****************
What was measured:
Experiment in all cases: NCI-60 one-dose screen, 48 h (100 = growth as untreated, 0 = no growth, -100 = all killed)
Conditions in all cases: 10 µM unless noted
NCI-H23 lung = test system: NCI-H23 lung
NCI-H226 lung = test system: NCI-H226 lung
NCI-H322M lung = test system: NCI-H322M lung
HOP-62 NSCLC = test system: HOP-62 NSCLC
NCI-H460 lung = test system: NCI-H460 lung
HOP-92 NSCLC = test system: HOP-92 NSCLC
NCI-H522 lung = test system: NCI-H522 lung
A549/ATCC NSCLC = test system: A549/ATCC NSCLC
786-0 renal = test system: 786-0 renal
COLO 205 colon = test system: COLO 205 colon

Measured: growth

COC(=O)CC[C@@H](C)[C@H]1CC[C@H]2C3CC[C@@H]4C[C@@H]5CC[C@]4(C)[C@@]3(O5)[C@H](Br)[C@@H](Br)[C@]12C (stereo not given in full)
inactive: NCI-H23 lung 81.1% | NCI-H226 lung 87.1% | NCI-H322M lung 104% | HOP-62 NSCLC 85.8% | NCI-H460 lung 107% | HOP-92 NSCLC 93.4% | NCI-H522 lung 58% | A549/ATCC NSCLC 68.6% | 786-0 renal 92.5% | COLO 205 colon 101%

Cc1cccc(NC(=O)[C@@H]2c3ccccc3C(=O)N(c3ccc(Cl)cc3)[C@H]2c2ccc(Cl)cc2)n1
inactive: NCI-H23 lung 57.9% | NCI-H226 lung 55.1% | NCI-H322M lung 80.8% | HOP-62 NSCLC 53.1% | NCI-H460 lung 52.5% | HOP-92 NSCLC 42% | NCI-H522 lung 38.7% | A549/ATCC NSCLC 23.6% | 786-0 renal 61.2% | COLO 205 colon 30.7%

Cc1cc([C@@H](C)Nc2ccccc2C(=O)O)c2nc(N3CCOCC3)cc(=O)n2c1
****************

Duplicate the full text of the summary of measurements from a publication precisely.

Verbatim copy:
What was measured:
Experiment in all cases: NCI-60 one-dose screen, 48 h (100 = growth as untreated, 0 = no growth, -100 = all killed)
Conditions in all cases: 10 µM unless noted
NCI-H23 lung = test system: NCI-H23 lung
NCI-H226 lung = test system: NCI-H226 lung
NCI-H322M lung = test system: NCI-H322M lung
HOP-62 NSCLC = test system: HOP-62 NSCLC
NCI-H460 lung = test system: NCI-H460 lung
HOP-92 NSCLC = test system: HOP-92 NSCLC
NCI-H522 lung = test system: NCI-H522 lung
A549/ATCC NSCLC = test system: A549/ATCC NSCLC
786-0 renal = test system: 786-0 renal
COLO 205 colon = test system: COLO 205 colon

Measured: growth

COC(=O)CC[C@@H](C)[C@H]1CC[C@H]2C3CC[C@@H]4C[C@@H]5CC[C@]4(C)[C@@]3(O5)[C@H](Br)[C@@H](Br)[C@]12C (stereo not given in full)
inactive: NCI-H23 lung 81.1% | NCI-H226 lung 87.1% | NCI-H322M lung 104% | HOP-62 NSCLC 85.8% | NCI-H460 lung 107% | HOP-92 NSCLC 93.4% | NCI-H522 lung 58% | A549/ATCC NSCLC 68.6% | 786-0 renal 92.5% | COLO 205 colon 101%

Cc1cccc(NC(=O)[C@@H]2c3ccccc3C(=O)N(c3ccc(Cl)cc3)[C@H]2c2ccc(Cl)cc2)n1
inactive: NCI-H23 lung 57.9% | NCI-H226 lung 55.1% | NCI-H322M lung 80.8% | HOP-62 NSCLC 53.1% | NCI-H460 lung 52.5% | HOP-92 NSCLC 42% | NCI-H522 lung 38.7% | A549/ATCC NSCLC 23.6% | 786-0 renal 61.2% | COLO 205 colon 30.7%

Cc1cc([C@@H](C)Nc2ccccc2C(=O)O)c2nc(N3CCOCC3)cc(=O)n2c1